On February 16, the 10th Circuit Court of Appeals unanimously decided to deny the State of Wyoming’s final effort to convince the court to reconsider its historic October 21, 2011 ruling that upheld the legality of the Roadless Area Conservation Rule. The Wilderness Society, re
Writers and philosophers will join scientists, forestry and agriculture policymakers, and timber company owners in an innovative conversation on the future scenarios of climate change and changing landscapes.
A grapefruit-sized seabird that nests in Oregon's coastal forests is still declining and merits federal protection.
That is the result of a review of the marbled murrelet that reverses a 2004 determination by the Bush administration that the birds in California, Oregon and Washington were no different from their more numerous relatives in Canada and therefore not deserving of protection.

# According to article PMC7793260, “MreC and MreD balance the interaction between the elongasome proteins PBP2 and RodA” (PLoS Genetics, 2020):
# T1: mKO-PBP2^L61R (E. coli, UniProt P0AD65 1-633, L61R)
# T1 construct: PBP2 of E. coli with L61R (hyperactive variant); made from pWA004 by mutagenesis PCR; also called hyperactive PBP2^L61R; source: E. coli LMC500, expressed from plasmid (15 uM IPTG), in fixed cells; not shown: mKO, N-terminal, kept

Excerpts: Approving the governor’s request would push the management plan’s final approval to the administration of President-elect Barack Obama. But that outcome may already have been assured by Kulongoski’s shrewd — and make no mistake, very intentional — decision to wait until the final day of his deadline for his response to the proposed logging plan. If the BLM rejects Kulongoski’s plea and formally approves its plan, the governor has 30 days to file an appeal with BLM officials in Washington, D.C.
As I sat down at my computer yesterday morning and looked at my overflowing email inbox, a new unread email subject line caught my eye: “Secretary Salazar to Announce Decision on Pacific Northwest Forest Management.”
The day had come! The Obama Administration would finally decide the fate of Oregon’s ancient forests, which have been under serious threat from a Bush-era plan that proposed to more than double the amount of logging on some 2.6 million acres of Bureau of Land Management forests.